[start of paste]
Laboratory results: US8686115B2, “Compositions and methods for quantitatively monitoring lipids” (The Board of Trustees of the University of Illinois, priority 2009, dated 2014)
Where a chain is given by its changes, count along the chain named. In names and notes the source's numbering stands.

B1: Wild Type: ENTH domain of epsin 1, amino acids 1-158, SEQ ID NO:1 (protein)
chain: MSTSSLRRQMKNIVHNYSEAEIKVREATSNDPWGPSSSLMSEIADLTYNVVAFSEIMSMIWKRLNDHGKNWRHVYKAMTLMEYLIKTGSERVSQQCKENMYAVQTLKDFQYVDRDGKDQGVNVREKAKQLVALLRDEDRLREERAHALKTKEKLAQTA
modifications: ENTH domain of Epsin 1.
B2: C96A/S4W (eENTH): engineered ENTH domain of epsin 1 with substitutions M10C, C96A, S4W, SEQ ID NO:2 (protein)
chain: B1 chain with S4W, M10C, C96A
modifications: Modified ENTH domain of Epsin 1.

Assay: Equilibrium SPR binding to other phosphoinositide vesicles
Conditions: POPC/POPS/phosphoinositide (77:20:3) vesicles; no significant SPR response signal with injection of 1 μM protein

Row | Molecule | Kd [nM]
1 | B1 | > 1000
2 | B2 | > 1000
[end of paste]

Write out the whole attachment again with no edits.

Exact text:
Laboratory results: US8686115B2, “Compositions and methods for quantitatively monitoring lipids” (The Board of Trustees of the University of Illinois, priority 2009, dated 2014)
Where a chain is given by its changes, count along the chain named. In names and notes the source's numbering stands.

B1: Wild Type: ENTH domain of epsin 1, amino acids 1-158, SEQ ID NO:1 (protein)
chain: MSTSSLRRQMKNIVHNYSEAEIKVREATSNDPWGPSSSLMSEIADLTYNVVAFSEIMSMIWKRLNDHGKNWRHVYKAMTLMEYLIKTGSERVSQQCKENMYAVQTLKDFQYVDRDGKDQGVNVREKAKQLVALLRDEDRLREERAHALKTKEKLAQTA
modifications: ENTH domain of Epsin 1.
B2: C96A/S4W (eENTH): engineered ENTH domain of epsin 1 with substitutions M10C, C96A, S4W, SEQ ID NO:2 (protein)
chain: B1 chain with S4W, M10C, C96A
modifications: Modified ENTH domain of Epsin 1.

Assay: Equilibrium SPR binding to other phosphoinositide vesicles
Conditions: POPC/POPS/phosphoinositide (77:20:3) vesicles; no significant SPR response signal with injection of 1 μM protein

Row | Molecule | Kd [nM]
1 | B1 | > 1000
2 | B2 | > 1000